A Fresno brewing company is now part of the largest Black-owned brewery in the country
FRESNO, Calif. — On a recent Saturday afternoon, the back patio of the Full Circle Brewing Co. in downtown Fresno was filled with people soaking in the bright spring sun. Some of them sat on the wooden picnic tables, sipping on amber-toned beers and taking in the peaceful ambiance.
But as the day went on, the atmosphere turned darker – and grittier. The taproom transformed into a venue for a heavy metal show.
Dozens of metalheads from across the San Joaquin Valley gathered inside the taproom ready to headbang to the sound of distorted guitars and pounding drums.
This transformation is one that happens nearly every weekend, according to Full Circle CEO Arthur Moye.
“We are vibe curators, for sure,” he says.
The Fresno-owned and operated craft brewery recently announced a merger with the historic Speakeasy Ales and Lagers in San Francisco. The merger brings together two of California’s largest and most widely distributed Black-owned and operated breweries. It's a title that’s still setting in.
“We feel that we’re the largest Black-owned brewery in the nation, which is something powerful to say,” Moye says.
Together, the companies expect to produce more than 2 million pints of beer annually.
Building the Valley’s only Black-owned brewery
Moye’s passion for craft brewing began more than a decade ago, when he started making his own specialty beer in his bathtub. He honed his craft and eventually quit his job as an accountant.
Moye acquired Full Circle in 2016 in the hopes that he could build an inclusive, entertaining taproom. At that time, Full Circle became known as the only Black-owned brewery in the Central Valley.
His goal, he says, was to develop a place where people could have a beer and "be your super authentic self and let go and find your tribe – the people that you connect with."
Moye says he didn’t advertise its unique ownership until after the Black Lives Matter movement in 2020.
“We weren’t really vocal about it. It was just something that was, and as we started growing in the industry and talking to more and more people, they're like, ‘Wait, you're the owner? It's like, you got to tell more people about this!’” he says.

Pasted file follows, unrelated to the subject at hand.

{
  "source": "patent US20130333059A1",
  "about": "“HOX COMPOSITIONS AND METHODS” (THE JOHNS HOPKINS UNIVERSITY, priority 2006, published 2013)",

How Fresno brewery overcame historic barriers
The craft beer industry dates back to the 1960s. Dr. J Jackson of the Brewers Association says social unrest at that time made entering the industry nearly impossible for the Black community.
“Think about the 1960s, this is the height of the civil rights movement,” Jackon says. “Schools are still desegregating. Black folks aren't walking into a bank and getting a startup loan for an untested business.”
Today, there are more than 9,000 craft breweries in the country. According to the Brewers Association, less than 1% of those are Black-owned. Jackson says Black brewers trying to break into the industry still face many obstacles, like a lack of generational wealth and traditional investors.
Some Black brewers, like Moye, have turned to equity crowdfunding as a model to gain capital to start their businesses. It’s like a Kickstarter, but investors receive equity ownership in return.
Moye says the model has helped raise nearly $1,000,000 in capital, and has driven the Full Circle name beyond the Valley.
“We have more recognition. Outside of Fresno, you start to get a little bit of a Full Circle family – Full Circle army – that's rooting for the brand,” he says.
He hopes that as more diverse brewers gain access to capital, there will be more opportunities for representation in the craft brewing industry.
This story is part of the Central Valley News Collaborative, which is supported by the Central Valley Community Foundation with technology and training support by Microsoft Corp.